through Colorado, including dry gullies or storm sewers that discharge to surface waters. This
        term does not include wasters in sewage systems, wasters in treatment works of disposal systems,
        waters in potable water distribution systems, and all water withdrawn for use until use and
        treatment have been completed.




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RCRA Integrated Corrective Action Plan Guidance Document and Checklist                  January 2000


6.0 RELATED CDPHE REFERENCES
 These documents are available on our website or by contacting the HMWMD technical assistance line.

RCRA Policy and Guidance

Groundwater VOC Sample Preservation Policy (6/98)
Guidance for Analysis of Indoor Air Samples (4/00)
Guide to Generator Requirements of the Colorado Hazardous Waste Regulations (10/01) Updated
Guide to Implementing the Division's Wastewater Treatment Unit Policy (1/00),Includes Policy
on Wastewater Treatment Unit Exemption (6/91)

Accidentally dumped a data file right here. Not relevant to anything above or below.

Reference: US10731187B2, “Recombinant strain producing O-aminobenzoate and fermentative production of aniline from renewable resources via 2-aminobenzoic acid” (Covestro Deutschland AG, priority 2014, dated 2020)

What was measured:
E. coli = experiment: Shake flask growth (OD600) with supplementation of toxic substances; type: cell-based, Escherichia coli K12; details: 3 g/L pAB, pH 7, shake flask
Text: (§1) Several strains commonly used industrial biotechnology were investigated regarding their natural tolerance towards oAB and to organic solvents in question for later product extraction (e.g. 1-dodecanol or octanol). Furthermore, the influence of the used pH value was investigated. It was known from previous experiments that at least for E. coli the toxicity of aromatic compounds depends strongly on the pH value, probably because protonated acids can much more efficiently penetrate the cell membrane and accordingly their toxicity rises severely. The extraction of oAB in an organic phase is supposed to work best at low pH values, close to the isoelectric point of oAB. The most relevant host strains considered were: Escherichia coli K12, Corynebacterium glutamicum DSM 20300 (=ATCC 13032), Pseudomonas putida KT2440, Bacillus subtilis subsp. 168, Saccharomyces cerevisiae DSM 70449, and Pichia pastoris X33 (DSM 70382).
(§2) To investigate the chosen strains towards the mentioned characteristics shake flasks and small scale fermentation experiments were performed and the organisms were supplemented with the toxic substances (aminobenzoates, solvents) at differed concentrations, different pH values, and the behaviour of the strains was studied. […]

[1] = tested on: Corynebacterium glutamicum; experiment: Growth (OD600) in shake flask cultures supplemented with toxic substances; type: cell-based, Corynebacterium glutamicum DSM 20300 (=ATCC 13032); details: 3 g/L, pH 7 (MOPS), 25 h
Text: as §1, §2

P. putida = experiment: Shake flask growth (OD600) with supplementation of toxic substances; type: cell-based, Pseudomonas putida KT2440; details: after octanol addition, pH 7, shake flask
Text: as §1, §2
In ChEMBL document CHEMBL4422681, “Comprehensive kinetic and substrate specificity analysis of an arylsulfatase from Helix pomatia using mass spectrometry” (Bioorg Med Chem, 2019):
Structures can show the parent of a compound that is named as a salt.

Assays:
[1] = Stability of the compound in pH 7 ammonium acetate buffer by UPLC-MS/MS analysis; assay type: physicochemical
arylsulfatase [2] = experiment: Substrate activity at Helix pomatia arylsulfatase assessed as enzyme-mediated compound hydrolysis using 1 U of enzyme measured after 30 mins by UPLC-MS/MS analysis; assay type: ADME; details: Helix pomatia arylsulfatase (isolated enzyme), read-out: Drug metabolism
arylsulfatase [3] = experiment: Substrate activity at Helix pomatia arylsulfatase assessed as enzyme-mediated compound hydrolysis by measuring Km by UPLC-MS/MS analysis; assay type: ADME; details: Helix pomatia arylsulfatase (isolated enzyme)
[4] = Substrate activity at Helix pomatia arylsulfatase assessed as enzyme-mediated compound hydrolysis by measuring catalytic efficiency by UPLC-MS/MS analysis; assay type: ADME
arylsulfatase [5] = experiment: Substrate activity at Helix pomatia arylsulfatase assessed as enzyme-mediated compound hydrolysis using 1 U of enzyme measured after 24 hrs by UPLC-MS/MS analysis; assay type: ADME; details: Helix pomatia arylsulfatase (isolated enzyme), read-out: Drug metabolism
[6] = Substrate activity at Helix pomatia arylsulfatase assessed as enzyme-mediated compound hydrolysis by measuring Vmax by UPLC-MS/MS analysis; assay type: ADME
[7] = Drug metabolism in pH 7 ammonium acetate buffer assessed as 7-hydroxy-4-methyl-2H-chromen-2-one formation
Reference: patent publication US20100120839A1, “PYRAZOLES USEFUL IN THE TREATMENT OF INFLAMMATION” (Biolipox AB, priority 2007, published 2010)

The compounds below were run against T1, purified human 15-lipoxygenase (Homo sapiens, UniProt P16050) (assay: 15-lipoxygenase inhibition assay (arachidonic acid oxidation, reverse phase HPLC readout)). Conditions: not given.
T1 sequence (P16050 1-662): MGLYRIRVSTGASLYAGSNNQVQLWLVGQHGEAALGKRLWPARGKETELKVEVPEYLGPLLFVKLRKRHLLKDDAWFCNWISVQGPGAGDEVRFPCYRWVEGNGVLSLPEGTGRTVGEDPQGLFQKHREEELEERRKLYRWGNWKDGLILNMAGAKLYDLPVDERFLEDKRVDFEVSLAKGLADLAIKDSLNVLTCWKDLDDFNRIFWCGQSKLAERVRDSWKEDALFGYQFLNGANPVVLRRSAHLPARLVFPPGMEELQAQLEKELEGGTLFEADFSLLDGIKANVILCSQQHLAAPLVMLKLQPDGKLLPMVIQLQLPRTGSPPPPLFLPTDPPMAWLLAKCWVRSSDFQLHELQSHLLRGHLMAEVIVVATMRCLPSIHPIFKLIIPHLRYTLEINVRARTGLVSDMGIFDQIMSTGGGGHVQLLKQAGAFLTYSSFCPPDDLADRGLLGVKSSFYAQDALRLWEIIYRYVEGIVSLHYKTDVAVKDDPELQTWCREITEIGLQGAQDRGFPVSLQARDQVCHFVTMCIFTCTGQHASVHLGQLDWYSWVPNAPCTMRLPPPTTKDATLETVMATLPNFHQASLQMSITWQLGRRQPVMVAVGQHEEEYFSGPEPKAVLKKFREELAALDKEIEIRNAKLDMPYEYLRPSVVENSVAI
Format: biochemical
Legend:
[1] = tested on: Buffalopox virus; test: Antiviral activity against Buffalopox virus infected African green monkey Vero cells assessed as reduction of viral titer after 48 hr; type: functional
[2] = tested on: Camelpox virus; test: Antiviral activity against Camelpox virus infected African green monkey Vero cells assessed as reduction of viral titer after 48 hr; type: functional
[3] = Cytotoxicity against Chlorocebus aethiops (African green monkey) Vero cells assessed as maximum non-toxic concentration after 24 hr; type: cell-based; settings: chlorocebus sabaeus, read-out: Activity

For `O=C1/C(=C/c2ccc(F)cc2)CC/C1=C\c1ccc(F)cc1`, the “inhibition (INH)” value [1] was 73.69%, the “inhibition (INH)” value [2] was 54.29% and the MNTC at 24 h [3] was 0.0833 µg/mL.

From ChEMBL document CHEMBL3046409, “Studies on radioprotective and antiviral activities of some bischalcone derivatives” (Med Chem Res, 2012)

Hazardous Waste Control Program PENALTY POLICY (1/00)
Hazardous Waste Identification Guidance Document (9/98)
Hazardous Waste Recycling Guidance Document (1/99)
Hazardous Waste Transporters Guidance Document (11/99)
Interim Final Policy and Guidance on Investigation Derived Waste (IDW) at RCRA Facilities
Interim Final Policy and Guidance on Risk Assessments for Corrective Action at RCRA Facilities
(11/93)
Personnel Training & Emergency Response/Preparedness and Prevention for Small Quantity
Generators (4/98)
Personnel Training for Large Quantity Generators of Hazardous Waste (3/97)
Preparedness and Prevention Contingency Plan Emergency Procedures for Large Quantity
Generators of Hazardous Waste (3/97)
Proposed Soil Remediation Objectives Policy Document (12/97)
RCRA Integrated Corrective Action Plan Application Guidance Document and Checklist (1/00)
Satellite Accumulation for Small and Large Quantity Generators of Hazardous Waste (2/98)
Solid Waste Definition and Solid and Hazardous Waste Exclusions Guidance Document (9/98)
State of Colorado Policy: Early Transfer of Federal Property (6/98)
Summary Table of Hazardous Waste Generator Requirements (3/01)
Treatment of Hazardous Waste by Generators Guidance Document (4/00)

RCRA Compliance Bulletins

Batteries (11/98)
Contaminated Shop Towels and Reusable Absorbents (7/96)
EPA Identification Number (7/96)
Lead-Based Paint Abatement and Waste Management (10/00)
Lighting Wastes (12/99)
Management of Waste Aerosol Cans (1/97)
Photographic, X-ray and Dental Wastes (7/97)
Universal Waste Rule (11/01) Updated
 Used Antifreeze (7/96)


 Available by contacting the US EPA or the HMWMD Records Center

 RCRA Public Participation Manual, EPA530-R-96-007, September 1996.